Wednesday, April 17, 2013

Home Video Review - FAIR GAME

The film is, basically, a dramatization of the Plame scandal. An event that I, personally, found reprehensible, on the part of the Administration at the time. However, my feelings about the real events are irrelevant when it comes to a dramatization of them.

What a terrible movie.

Truly god-awful.

First, it represents the worst of "socially conscious" filmmaking/storytelling, and reminded me of the worst kind of scripts we get a Stage Left. It's not concerned with people, only making a political point in the most ham-handed and inelegant way possible.

Second, Sean Penn, an actor I love and admire, is AWFUL. He takes Joe Wilson, and makes him a character who's motivation is, seemingly, to be right ALL THE TIME. When he begins his campaign to hold the White House accountable for the exposure of his wife, he keeps saying it's because it's "the right thing to do," but everything we've seen about the character, and the way Penn is playing it SCREAMS "I am a condescending, smug asshole."

CByrd and I both felt the same, I suggested that Tom Hanks could probably have knocked it out of the park...given you the sense of decency and honor. She suggested Mark Ruffalo, who's laid-back nature and style, would have made the character less grating.

Near the end the film tries to explore the impact on the marriage, but these to actors have so little chemistry together (like, ZERO), the viewer literally doesn't give a rat's ass if they do break up. And Joe is so plain unpleasant, you think Valerie would be better off. (It is, however, always nice to see Sam Shepard bring his understated honesty to the screen - he's clearly the best thing in the movie) The attempt to make a human connection to these characters is far too little, far too late.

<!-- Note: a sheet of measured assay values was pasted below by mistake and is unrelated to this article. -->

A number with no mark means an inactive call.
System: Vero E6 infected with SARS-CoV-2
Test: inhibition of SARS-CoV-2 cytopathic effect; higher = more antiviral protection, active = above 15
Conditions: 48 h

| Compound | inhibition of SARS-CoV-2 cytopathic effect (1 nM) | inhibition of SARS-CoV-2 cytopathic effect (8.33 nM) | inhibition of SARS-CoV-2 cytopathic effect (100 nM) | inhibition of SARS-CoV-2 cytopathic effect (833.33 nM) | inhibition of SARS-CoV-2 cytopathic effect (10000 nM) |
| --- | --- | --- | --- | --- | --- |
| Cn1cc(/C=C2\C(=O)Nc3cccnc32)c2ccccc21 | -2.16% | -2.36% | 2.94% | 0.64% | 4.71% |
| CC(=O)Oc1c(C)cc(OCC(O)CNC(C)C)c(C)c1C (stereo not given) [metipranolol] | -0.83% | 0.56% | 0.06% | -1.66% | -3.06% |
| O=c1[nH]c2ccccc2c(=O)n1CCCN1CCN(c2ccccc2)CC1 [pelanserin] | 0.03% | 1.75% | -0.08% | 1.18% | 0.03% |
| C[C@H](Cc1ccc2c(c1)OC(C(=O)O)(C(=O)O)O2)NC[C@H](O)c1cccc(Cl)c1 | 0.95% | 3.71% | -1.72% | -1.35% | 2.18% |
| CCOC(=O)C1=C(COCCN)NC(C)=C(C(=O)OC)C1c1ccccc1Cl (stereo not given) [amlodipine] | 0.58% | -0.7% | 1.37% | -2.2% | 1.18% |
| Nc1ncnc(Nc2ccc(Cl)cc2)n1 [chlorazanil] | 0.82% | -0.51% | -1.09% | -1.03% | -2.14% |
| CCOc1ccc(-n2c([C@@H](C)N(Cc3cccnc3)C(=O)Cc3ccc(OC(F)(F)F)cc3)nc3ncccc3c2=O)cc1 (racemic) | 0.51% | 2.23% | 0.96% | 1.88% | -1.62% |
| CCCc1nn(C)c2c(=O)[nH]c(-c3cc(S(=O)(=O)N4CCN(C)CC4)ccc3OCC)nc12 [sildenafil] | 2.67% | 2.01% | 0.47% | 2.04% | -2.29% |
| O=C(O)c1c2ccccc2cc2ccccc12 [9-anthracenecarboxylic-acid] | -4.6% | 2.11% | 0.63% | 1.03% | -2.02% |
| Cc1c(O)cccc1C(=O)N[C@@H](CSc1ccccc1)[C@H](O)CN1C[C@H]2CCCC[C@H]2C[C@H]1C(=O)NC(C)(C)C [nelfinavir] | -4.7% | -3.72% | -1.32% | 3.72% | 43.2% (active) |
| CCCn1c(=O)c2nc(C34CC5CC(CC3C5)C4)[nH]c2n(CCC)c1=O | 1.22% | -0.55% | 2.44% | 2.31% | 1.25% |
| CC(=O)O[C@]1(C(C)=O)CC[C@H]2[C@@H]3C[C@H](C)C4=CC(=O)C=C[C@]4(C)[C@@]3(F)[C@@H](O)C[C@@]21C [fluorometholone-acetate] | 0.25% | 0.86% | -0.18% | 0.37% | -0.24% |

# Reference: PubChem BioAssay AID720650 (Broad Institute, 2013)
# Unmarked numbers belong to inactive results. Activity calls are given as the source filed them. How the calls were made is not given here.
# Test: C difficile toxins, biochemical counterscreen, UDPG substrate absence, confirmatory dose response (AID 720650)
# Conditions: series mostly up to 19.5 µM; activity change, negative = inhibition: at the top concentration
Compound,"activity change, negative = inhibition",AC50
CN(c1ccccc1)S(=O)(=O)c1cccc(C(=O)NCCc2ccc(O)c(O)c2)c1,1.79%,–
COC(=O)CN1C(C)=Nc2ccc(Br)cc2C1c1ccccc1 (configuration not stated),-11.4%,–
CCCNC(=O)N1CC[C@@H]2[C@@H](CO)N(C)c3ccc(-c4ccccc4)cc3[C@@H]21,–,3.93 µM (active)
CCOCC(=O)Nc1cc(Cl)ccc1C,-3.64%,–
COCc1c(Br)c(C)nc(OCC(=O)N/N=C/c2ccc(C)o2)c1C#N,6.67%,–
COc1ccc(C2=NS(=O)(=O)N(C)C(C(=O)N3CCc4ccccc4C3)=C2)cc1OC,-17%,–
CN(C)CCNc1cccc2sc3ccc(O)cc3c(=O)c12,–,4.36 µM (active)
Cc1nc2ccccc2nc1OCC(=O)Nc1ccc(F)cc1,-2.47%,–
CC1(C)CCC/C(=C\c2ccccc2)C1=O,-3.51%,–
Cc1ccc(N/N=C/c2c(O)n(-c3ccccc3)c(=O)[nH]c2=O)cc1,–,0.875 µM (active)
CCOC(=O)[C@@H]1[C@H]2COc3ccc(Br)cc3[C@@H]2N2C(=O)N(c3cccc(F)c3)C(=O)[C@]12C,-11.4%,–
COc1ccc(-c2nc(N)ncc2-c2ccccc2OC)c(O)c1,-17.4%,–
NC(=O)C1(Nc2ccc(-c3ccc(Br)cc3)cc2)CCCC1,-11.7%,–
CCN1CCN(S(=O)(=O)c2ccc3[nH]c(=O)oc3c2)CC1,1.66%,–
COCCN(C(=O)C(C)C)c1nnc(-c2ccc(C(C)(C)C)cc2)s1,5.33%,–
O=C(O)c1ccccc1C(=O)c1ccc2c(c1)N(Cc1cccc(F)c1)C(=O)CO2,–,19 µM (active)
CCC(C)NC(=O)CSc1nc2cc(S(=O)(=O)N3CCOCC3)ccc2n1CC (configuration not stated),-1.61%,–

Watts is fine, but pretty much steamrolled by Penn. When her choice is to play reserved nobility, the guy playing the frothing mouthpiece is going to win.

All the problems come to head when the climax is Penn giving a lecture to a group of students, and the audience, clearly, about citizenship. Then we see Watts enter a congressional hearing on the matter...and the film cuts to actual footage of Plame at the hearing.

A) What I have seen of Penn's character makes me absolutely disinterested in his lecturing me about how to be an American.

B) Valerie's testimony would seem to be a far more stirring and noble climax. I'm also always somewhat put off when a filmmaker decides to cut away from a performance to actual footage. It undermines whatever reality the actor had allowed us to buy into, up to that point. (See What's Love Got to Do With It? for perhaps the most egregious example, ever.)

It doesn't matter that I was horrified by what happened to this family in real life, which is, I suspect, why it received mainly positive reviews upon release. Politics alone doesn't make a good story, and this movie is a prime example.

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